The top 10 holdings in the trust include Geo Interactive Media Group, which represents 10.7%, Vodafone at 10%, Baltimore Technology at 8.9%, Gallagher Group at 8%, Herald Investment Trust Warrants at 8%, Misys at 4%, Cable & Wireless at 4.8%, Gartmore Irish Growth at 4.5%, London Pacific Group at 3.8%, and SmithKline Beecham at 2.5%.
The £40m Liontrust First UK Investment Trust, managed by Jeremy Lang since launch just over three years ago, is ranked third in the sector over three years to April 2000, achieving a share price return of 45.80% against the sector average of 36.25%. The asset value includes the trust's 10% gearing.
The majority of this performance was achieved in the first and third years of that period, with the trust underperforming in the year to April 1999, by returning -8.79%, against the sector average of -5.24%, placing it 10th of the 13 funds over that year.
Lang manages the investment trust, which mirrors the Liontrust First Growth Unit Trust, with a bottom up investment approach based on identifying companies with positive earnings surprises.
He holds between 75 and 80 UK listed companies in the portfolio, after identifying stocks with above average potential to produce positive earnings surprises.
Lang said: "This is achieved by buying stocks which have recently experienced increases in their earnings per share growth expectations and where the fundamentals of the company suggest that these rising expectations are likely to persist."
As a risk control measure, Lang holds nine stocks which account for more than 2% of the All-Share, but if negative on these will underweight them by 0.5% of the index weighting.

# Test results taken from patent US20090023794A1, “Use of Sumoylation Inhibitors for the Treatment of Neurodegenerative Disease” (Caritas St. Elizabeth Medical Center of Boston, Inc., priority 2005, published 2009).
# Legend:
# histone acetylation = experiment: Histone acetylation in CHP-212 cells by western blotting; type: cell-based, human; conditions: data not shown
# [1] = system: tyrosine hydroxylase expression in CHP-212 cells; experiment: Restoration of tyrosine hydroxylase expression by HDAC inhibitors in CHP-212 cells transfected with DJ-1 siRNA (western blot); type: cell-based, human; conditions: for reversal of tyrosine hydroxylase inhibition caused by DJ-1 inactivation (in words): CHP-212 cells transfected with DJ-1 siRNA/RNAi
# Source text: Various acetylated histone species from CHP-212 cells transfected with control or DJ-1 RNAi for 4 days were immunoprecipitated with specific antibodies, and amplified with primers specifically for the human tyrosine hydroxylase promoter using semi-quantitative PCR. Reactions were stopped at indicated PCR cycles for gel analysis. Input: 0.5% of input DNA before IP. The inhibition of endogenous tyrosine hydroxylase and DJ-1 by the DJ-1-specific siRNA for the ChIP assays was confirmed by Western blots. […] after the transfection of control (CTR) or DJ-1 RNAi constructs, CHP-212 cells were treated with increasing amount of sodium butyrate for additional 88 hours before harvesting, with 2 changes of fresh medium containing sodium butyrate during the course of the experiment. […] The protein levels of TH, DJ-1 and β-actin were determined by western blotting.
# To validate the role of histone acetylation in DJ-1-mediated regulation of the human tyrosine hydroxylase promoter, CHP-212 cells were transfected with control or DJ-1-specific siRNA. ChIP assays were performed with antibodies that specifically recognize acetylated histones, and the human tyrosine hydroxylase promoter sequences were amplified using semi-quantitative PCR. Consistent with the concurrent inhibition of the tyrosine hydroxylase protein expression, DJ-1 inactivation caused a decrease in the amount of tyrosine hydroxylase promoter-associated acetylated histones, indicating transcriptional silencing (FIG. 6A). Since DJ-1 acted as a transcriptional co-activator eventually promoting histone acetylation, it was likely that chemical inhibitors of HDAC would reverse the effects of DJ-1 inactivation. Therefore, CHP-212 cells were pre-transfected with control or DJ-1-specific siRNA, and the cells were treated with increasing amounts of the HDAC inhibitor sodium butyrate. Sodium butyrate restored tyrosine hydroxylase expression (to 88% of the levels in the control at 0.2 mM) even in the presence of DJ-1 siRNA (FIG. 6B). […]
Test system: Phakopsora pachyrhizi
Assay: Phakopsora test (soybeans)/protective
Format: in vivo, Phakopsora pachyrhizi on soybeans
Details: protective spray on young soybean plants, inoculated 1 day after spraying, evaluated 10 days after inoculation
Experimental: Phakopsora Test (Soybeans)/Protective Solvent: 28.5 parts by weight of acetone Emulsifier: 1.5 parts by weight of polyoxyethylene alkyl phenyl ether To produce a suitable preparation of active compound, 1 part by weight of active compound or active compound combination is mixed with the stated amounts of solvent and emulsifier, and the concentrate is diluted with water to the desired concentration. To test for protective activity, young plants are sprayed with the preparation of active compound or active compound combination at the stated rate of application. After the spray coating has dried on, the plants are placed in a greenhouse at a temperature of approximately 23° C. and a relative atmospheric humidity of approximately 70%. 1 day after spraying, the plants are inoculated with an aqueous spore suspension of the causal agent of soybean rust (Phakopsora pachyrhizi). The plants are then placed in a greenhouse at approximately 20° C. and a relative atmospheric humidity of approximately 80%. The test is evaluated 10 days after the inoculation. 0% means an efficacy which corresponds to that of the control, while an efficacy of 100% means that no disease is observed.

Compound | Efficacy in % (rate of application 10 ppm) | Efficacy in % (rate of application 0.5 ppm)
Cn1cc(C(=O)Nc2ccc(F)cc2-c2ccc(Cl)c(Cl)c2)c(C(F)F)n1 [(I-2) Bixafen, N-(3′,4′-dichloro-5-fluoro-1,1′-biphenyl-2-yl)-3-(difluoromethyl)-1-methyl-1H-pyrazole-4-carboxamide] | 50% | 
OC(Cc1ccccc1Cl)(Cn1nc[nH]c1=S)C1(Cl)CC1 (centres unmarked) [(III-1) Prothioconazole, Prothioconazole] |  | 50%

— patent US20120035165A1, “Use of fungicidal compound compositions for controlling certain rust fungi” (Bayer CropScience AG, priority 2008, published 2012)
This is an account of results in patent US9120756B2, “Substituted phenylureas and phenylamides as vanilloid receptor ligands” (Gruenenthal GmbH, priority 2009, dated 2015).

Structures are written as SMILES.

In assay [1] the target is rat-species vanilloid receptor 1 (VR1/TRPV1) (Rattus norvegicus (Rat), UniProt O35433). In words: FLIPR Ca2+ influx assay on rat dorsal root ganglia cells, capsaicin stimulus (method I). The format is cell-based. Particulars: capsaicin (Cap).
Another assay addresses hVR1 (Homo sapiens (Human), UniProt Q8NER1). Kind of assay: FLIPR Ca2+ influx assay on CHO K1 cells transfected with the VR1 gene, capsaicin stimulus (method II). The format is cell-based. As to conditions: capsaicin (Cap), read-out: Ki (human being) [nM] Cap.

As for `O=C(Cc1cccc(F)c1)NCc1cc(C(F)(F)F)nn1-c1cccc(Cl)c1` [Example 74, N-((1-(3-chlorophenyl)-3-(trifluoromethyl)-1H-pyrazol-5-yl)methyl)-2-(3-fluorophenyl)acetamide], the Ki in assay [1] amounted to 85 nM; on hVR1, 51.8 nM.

He also attempts not to deviate significantly from the sector benchmark as a risk control measure.
Lang said these risk control measures, and the large number of stocks in the portfolio, led to the trust's low volatility over the three-year period to April 2000. The trust had an ASD of 18.10 over the 36 months, which was lower than the 22.07 sector average, and the second lowest of all 11 funds in the sector, after the Legal & General UK Select Trust. At 5.59, the trust's annualised alpha, the second highest in the sector after the Fleming Mid-Cap fund, was higher than the sector average at 1.40. The beta, at 0.90, was below the 1.12 mean.
Lang said the period of underperformance in the year to April 1999 was due to his style not suiting the market at the time, which depressed due to the aftermath of the Asian economic collapse. He said: "The rapid change in the economy was not conducive to selecting companies which had positive earnings surprises. Stocks, which under normal conditions would have produced positive earnings surprises, were disappointing."
The strong performance since launch is due to holding a disproportionate number of stocks with positive earnings surprises, once the market started performing normally.
The portfolio now closely resembles the FTSE All-Share index. The top 10 holdings are Vodafone at 9.1%, BP Amoco at 6.9%, Vodafone certificates